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August 23, 2021

I want one billion people to try my yoga class and these are the tools I’m planning to use…

After being a Chief Financial Officer in Silicon Valley for over 20 years, I did a life change and became a Kundalini Yoga teacher. I’m passionate about teaching this practice because it changed my life, and I’m pretty sure it can change yours too. My goal is to have one billion people try Kundalini Yoga and to state the obvious, the only way this is possible is through technology.

Like most yoga teachers, I started out teaching in a studio with live students. In downtown San Francisco, I’d go from class to class with an audience of 1 to 20 students per session. This was fine for a while but as the goal of a billion people crystallized in my mind, it became obvious that the next step required me to reach more people. I launched a YouTube channel and an Instagram account, created a Facebook community and a Zoom offering, and most recently, experimented with a new tool, PIVOT Yoga, the next-generation platform that promises to solve many of the current limitations of online yoga.

YouTube, Instagram, Facebook, and Zoom are all obvious choices to reach more people, but the new kid on the block with a lot of hidden potential seems to be PIVOT Yoga. I had my first class last week and was actually blown away. The platform takes online yoga to the next level, offering a real-time feedback loop, a virtual yoga “assistant,” sophisticated sound options, and a structured way for students to track their progress.

My First Live PIVOT Yoga Class
I had read about PIVOT Yoga, but I wanted to try the platform out for myself. The company makes it easy by offering you $15 in-class credit for the free download of the app. I downloaded the app, checked the calendar of “live” classes, and found there were several that fit my schedule. I signed up for a 30-minute Grounding and Balancing Breath Vinyasa class and was pleasantly surprised to learn that the teacher, Katrina Flahive, was also a Kundalini Yoga teacher (like me!) who works with one of my favorite Kundalini Yoga teachers, Guru Singh. It felt like a sign that I was on the right path.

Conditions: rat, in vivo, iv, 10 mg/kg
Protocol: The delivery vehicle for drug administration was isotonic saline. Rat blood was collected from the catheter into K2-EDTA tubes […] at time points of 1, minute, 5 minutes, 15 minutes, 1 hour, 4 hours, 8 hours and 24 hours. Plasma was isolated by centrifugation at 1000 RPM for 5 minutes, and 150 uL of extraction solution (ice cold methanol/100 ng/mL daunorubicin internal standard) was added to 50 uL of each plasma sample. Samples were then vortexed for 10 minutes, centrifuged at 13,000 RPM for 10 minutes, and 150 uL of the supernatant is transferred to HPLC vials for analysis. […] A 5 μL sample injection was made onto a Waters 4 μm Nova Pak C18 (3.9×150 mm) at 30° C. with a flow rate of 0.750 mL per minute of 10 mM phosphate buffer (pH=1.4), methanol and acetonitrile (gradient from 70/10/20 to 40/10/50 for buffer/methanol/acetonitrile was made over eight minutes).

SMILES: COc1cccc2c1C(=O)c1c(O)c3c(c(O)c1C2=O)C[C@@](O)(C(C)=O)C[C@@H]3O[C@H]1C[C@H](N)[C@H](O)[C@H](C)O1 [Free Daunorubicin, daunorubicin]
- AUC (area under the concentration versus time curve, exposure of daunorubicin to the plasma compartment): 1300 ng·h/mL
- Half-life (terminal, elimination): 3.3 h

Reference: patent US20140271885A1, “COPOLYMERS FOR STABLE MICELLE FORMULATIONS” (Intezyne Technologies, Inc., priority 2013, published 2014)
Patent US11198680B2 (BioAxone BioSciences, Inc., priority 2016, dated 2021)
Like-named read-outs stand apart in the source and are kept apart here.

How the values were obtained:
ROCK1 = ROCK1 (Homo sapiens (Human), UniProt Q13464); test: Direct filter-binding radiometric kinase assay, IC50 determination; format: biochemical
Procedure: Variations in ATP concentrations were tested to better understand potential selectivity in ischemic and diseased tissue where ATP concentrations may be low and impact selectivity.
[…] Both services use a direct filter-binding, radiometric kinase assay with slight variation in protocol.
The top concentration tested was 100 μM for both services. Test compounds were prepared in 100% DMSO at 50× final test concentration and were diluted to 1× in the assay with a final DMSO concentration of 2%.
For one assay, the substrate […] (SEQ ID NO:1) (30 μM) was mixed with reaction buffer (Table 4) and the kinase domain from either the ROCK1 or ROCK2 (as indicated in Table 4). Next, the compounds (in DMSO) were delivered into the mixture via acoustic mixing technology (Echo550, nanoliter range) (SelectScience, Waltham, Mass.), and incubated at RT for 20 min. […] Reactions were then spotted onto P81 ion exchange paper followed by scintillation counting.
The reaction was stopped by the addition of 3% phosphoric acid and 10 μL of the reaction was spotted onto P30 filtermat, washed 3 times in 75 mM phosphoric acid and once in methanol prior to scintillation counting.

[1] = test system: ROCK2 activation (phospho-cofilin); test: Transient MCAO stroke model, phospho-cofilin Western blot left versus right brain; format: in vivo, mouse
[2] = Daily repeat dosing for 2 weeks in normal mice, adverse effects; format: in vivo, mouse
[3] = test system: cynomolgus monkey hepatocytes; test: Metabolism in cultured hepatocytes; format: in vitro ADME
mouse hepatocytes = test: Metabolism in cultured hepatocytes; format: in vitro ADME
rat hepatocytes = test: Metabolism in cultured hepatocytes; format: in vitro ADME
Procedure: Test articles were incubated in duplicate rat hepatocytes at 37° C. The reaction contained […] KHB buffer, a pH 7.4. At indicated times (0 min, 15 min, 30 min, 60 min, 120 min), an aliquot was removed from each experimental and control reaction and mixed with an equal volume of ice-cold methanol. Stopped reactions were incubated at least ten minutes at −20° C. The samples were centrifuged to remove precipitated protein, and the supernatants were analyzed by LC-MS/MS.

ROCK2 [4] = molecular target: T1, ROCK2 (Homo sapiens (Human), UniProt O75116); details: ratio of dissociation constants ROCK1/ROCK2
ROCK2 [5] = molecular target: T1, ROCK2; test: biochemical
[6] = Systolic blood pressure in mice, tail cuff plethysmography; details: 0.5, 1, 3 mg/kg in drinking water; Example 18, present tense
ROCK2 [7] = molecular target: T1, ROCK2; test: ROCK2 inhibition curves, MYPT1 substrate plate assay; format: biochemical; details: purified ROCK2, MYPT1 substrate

The class has three distinct parts: the welcome, the yoga class, and the wrap-up.

The Welcome
The welcome was a lot like a standard Zoom class with each person participating through their video box. PIVOT Yoga operates a little differently than Zoom in that it requires its students to keep the video on. I liked this feature because it made it feel more like a real class. Katrina greeted each student by name, asked about our prior yoga experience, and generally made everyone feel welcome and comfortable. She checked the video angles for each person, and we were ready to start.

The Class
For the class, Katrina launched the virtual class environment and while she stayed visible in a video box in the upper left-hand part of the screen, the rest of the space became a yoga studio with a yoga assistant demonstrating the sequence. If I hadn’t known, I would have had no idea that the yoga assistant was based on a pre-recorded video. The class flowed really beautifully with Katrina giving instructions and corrections while the yoga assistant demonstrated the sequence. It turns out the teacher controls the whole thing and can slow down or pause the class video if necessary.

The Wrap-Up
The final part, the wrap-up, was by far the coolest part of the experience. After the class ended, we switched to wrap-up mode where Katrina showed us still shots of us doing the class along with highlighted points of correction. She showed me images of my plank pose, highlighting how my hand should be under my shoulder and how to improve my angles. She went around to each student doing the same so we could see what we were doing right and where we could improve. It was impressive with easy-to-follow, helpful, encouraging tips, and a clear path to how to track observable progress. The wrap-up part of the class was less than 10 minutes, but it left a big impression on me.

How To Teach On PIVOT Yoga